There are some issues on which the Bible isn’t vividly clear. The intentional, willful taking of a life, however, is not one of them. The Sixth Commandment is as brief as any, succinctly decreeing “You shall not murder.” Jesus echoed that command in Matthew 5:21 and 19:18, Mark 10:19, and Luke 18:20. Paul and James also quoted it. Jesus also referred to murder as one of the evils that come out of the heart.
The Old Testament is full of other commands against murder. Specifically, Numbers 35:16-18 refers to fatal blows struck with iron objects, stones, or wooden objects. It refers to them as murder, and says the person who struck the blow is to be put to death. (It does not specifically mention killing by suction or pill.) The Psalmist pronounces woes against killing the innocent, calling those who commit such acts “wicked.” And in Proverbs, we see that “There are six things the LORD hates, seven that are detestable to him.” Listed third are “hands that shed innocent blood.”
But what about mitigating circumstances? Many pro-choice advocates—and some recent “pro-life” presidential candidates—suggest that abortion is appropriate in the case of rape or incest, when pregnancy causes medical complications for the woman, or when the baby’s “quality of life” wouldn’t meet a certain, subjective standard. In that case, they argue, taking a life is acceptable. There’s nothing in the Bible to advocate for that position, but there are a few startling examples to the contrary:
You’ve likely read or heard the story of Jacob, who fell in love with Rachel but was tricked by her father into marrying Leah. Jacob ended up having children by both Rachel and Leah, as well as their two maidservants. Talk about a messed up family. Anyhow, one of these sons, born to him by Leah, was given the name Judah. If that name’s familiar, it should be, because Jesus was called the “Lion of the tribe of Judah.” But we’re not finished with Judah. In Genesis 38, we read how his daughter-in-law dressed as a prostitute, seduced him, and bore him a son named Perez. It was from this distinguished lineage that King David and Christ Jesus himself descended.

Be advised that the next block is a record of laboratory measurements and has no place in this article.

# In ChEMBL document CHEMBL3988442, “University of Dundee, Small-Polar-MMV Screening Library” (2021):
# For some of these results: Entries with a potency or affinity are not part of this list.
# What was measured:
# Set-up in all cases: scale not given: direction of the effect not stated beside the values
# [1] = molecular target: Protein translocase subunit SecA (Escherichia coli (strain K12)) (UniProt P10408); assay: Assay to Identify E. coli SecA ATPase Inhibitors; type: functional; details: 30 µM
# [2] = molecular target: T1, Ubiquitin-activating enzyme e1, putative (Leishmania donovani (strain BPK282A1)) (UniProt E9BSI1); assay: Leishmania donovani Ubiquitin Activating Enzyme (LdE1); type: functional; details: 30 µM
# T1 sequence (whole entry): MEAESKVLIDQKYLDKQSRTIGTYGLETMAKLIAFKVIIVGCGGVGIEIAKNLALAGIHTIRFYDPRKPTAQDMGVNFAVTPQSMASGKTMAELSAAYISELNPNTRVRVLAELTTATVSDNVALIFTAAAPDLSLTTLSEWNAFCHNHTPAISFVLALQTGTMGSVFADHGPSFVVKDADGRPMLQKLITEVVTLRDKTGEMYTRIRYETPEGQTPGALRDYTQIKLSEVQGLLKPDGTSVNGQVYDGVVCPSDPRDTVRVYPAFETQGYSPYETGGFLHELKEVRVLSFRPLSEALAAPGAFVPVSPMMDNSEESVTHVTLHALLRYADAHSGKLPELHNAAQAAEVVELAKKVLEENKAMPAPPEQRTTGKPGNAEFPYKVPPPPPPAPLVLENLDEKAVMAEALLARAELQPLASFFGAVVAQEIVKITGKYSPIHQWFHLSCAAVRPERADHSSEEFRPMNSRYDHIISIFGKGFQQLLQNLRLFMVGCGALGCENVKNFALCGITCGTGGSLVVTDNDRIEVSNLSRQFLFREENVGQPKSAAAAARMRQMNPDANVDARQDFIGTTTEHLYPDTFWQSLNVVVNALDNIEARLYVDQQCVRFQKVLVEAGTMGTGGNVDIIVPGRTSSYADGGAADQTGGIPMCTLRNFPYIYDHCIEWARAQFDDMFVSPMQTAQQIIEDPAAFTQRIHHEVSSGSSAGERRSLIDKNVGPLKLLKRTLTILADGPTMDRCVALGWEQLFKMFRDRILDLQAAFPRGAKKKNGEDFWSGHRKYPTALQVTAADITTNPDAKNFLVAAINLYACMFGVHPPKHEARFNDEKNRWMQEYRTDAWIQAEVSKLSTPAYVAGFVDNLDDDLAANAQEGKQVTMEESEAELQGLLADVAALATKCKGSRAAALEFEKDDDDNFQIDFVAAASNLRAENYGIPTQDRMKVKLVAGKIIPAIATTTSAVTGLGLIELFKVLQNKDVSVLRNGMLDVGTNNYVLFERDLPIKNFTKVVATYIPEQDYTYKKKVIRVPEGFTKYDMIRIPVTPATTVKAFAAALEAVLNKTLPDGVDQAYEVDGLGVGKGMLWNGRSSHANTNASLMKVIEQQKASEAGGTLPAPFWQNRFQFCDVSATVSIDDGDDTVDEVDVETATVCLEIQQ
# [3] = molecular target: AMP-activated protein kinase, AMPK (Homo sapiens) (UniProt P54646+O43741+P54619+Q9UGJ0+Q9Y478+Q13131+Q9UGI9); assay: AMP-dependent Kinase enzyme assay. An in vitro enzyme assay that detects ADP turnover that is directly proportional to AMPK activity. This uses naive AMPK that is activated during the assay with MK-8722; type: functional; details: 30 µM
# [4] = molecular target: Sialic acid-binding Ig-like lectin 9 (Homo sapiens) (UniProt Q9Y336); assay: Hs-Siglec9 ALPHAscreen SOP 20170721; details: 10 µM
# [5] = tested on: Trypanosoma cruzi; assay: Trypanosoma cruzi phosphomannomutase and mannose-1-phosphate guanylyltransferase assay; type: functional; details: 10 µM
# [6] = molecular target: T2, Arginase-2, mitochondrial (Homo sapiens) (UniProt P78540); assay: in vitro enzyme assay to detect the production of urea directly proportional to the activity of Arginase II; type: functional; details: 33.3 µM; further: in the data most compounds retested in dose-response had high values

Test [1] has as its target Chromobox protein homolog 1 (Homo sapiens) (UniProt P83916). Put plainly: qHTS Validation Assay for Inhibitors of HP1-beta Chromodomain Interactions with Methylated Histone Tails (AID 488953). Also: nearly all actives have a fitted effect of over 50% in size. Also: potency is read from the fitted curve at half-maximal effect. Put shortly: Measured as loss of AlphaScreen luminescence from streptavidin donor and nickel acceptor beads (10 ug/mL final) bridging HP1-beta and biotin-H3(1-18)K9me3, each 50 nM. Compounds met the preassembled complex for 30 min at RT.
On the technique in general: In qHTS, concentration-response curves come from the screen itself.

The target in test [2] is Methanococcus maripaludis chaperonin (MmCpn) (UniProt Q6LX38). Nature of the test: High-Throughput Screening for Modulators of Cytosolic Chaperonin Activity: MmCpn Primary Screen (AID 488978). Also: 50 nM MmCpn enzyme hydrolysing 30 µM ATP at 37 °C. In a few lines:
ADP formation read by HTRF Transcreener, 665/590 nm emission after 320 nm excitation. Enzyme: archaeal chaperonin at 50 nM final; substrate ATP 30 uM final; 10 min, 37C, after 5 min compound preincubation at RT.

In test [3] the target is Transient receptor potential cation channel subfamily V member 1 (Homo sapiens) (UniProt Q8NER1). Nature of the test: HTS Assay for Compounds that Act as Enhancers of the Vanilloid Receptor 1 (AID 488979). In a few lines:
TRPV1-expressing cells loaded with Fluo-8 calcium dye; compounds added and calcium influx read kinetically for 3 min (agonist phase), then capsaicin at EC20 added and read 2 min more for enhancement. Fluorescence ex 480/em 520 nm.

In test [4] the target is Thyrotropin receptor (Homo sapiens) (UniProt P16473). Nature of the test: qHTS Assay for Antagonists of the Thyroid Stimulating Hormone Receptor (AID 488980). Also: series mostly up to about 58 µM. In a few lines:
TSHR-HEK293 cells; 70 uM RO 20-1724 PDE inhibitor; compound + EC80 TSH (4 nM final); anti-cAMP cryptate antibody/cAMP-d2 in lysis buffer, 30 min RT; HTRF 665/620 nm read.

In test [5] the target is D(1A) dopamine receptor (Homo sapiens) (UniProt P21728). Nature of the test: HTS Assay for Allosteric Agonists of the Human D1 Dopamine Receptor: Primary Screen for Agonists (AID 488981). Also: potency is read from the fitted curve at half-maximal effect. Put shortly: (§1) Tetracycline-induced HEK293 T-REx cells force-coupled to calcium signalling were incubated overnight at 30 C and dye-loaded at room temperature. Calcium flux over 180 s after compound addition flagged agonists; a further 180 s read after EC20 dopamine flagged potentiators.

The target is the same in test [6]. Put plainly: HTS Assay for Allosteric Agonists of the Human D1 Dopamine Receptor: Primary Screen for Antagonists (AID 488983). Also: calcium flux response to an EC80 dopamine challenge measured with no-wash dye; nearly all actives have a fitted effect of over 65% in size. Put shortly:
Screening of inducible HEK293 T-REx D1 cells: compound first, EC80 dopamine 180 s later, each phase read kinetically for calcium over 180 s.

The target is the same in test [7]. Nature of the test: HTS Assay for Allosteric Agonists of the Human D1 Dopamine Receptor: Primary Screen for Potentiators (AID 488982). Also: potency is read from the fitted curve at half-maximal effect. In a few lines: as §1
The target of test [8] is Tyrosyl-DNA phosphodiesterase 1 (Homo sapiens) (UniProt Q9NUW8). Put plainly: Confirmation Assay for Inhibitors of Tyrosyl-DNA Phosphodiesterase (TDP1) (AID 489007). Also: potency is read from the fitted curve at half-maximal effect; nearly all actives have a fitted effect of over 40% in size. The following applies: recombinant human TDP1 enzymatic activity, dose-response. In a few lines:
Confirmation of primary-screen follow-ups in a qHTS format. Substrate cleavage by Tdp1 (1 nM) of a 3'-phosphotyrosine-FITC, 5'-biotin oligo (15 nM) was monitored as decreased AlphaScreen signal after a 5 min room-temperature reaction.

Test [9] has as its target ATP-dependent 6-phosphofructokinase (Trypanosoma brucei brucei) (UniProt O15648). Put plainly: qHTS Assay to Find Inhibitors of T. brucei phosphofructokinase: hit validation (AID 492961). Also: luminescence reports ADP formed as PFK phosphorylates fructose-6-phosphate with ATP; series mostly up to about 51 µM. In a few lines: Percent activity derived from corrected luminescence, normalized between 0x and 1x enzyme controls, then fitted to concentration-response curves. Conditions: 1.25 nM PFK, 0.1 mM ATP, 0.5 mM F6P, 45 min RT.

Another example of a pregnancy that came about by less than ideal circumstances is Jephthah. He was the son of a prostitute who was mistreated before the Spirit of the LORD came on him, making him victorious in battle. Scripture is replete with examples of God using the unwanted and outcast for great things. Every life is precious to God, even those not considered worthwhile or that come about as the result of deception and sinfulness.
One other situation is worth mentioning. The Bible briefly tells us the story of a young woman—a teenager, likely—who was a prime candidate to have an abortion. Unmarried, this girl “found herself” pregnant, about to be disowned, unable even to name her child’s father. Her entire life was about to be transformed, to the point of great sorrow that would ultimately be brought upon her because of the life inside of her. Sounds like a Planned Parenthood poster child. But, of course, I’m talking about Mary the mother of Jesus.
Sadly, many in America—including Supreme Court justices—deny that God has endowed all persons with the right to life. Since the Declaration of Independence and the Constitution don’t speak specifically and overtly to the issue, there will always be a loophole by which people can claim protection for the unborn isn’t covered by those documents. But no such loophole exists with Scripture. It is exceedingly clear on the two points that shape the entire abortion debate: 1) Abortion is the intentional taking of a human life—it is murder. 2) Murder is unacceptable in God’s eyes.
 Declaration of Independence
 See I Samuel 1:5
 See I Samuel 1:20
 Ecclesiastes 11:5
 See Psalm 22:9, 71:6
 See Job 31:15; Isaiah 44:2,24
 Jeremiah 1:5
 Isaiah 7:14, quoted in Matthew 1:23
 See Matthew 10:28, 11:29, 16:26, 26:38; Luke 2:35; I Thessalonians 5:23; Hebrews 4:12, 6:19; I Peter 1:9; and Revelation 6:9, 20:4, et al.
 Exodus 20:13; Deuteronomy 5:17
 See Romans 13:9
 See James 2:11
 See Matthew 15:19; Mark 7:21
 Psalm 10:2-10 and 94:21
 Proverbs 6:16-17
 See Genesis 29-30
 Revelation 5:5
 See Judges 11